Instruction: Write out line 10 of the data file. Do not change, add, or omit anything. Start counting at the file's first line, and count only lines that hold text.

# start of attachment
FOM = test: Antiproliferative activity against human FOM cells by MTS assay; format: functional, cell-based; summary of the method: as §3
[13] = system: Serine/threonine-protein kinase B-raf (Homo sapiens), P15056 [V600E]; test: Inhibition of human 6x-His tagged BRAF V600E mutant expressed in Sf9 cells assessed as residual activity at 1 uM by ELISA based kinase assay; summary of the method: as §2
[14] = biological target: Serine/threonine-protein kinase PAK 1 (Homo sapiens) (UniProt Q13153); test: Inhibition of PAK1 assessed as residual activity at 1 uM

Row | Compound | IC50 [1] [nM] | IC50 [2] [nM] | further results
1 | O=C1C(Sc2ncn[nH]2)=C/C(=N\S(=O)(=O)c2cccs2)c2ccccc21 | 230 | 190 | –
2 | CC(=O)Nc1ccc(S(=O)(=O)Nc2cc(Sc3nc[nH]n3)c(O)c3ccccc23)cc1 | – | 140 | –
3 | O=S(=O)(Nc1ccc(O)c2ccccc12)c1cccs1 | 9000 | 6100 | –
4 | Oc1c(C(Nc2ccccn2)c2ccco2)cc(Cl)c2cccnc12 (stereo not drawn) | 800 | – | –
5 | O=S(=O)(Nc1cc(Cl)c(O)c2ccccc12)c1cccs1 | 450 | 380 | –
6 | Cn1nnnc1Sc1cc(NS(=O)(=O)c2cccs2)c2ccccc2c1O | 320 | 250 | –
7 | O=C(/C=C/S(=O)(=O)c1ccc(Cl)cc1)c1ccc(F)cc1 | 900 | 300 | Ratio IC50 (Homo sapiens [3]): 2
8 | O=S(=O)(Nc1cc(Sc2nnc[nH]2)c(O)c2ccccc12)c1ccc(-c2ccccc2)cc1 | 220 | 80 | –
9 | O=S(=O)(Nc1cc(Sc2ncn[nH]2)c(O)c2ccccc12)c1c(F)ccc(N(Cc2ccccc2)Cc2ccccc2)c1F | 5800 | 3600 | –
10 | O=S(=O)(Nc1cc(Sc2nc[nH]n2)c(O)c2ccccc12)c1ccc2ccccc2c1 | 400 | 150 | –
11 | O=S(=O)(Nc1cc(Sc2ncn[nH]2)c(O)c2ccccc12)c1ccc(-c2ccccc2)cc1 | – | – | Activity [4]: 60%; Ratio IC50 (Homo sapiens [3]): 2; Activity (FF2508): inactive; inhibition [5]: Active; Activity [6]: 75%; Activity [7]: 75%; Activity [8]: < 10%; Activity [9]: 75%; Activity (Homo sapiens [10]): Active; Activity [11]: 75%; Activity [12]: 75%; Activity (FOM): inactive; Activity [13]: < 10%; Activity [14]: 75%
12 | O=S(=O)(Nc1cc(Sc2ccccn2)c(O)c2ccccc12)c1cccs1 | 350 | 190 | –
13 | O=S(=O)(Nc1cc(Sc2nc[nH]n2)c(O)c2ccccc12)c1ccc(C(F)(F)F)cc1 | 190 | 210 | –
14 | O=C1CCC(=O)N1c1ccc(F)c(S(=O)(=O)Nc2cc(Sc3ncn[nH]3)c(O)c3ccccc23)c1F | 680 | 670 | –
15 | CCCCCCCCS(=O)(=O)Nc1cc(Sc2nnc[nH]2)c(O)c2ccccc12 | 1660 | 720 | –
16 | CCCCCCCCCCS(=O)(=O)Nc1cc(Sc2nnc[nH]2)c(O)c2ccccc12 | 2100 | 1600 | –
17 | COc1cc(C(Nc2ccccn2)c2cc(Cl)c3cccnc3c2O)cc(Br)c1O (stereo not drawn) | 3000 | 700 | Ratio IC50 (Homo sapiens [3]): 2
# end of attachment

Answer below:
6 | Cn1nnnc1Sc1cc(NS(=O)(=O)c2cccs2)c2ccccc2c1O | 320 | 250 | –